Where are you in the scene? Perhaps you are one of the disciples, or maybe there are actually three disciples walking now, as you’ve joined the other two. Whichever it is, imagine yourself there, walking down the road to Emmaus, talking about Jesus – the horrible things that happened to him, the promises he made before it all started, what the women who went to the tomb said. What are you feeling about it all? Talk about what it could all mean.
Perhaps as you discuss the grief, loss, and disappointment over what happened to Jesus, some of your own current loss and disappointment comes up. You can mention that to the disciples as well if you like.
You begin to realize that there is someone approaching from behind – a man. What does he look like? He seems happy to join your group, and asks what you’ve been discussing.
Notice his astonishment at your confusion over recent events. Listen carefully as he explains the connections between what Moses and the prophets said and what happened to Jesus. How do you feel as you listen? What is your reaction? How does it touch on your own current experiences of loss and disappointment?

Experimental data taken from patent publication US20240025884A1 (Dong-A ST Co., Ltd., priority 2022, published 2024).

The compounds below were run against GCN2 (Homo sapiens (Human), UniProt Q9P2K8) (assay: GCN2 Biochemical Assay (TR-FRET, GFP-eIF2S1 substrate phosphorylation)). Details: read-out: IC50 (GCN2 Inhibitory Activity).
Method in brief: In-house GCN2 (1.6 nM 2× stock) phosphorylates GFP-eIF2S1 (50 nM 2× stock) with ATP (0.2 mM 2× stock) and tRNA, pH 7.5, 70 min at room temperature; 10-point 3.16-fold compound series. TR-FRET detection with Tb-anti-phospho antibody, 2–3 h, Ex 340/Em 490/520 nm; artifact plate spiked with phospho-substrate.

As you reach Emmaus, you urge him to stay with you dine with you.
Go in to the inn with him, and settle down at a table. Watch as the bread arrives – and he takes it. He blesses it. He breaks it. He gives it to you. What happens inside you as you watch him? How do you react as you realize it is Jesus? How do you feel?
He disappears. You turn to your companions – what do you say to each other?
Talk with the other disciple or disciples about what has just happened, and how you feel.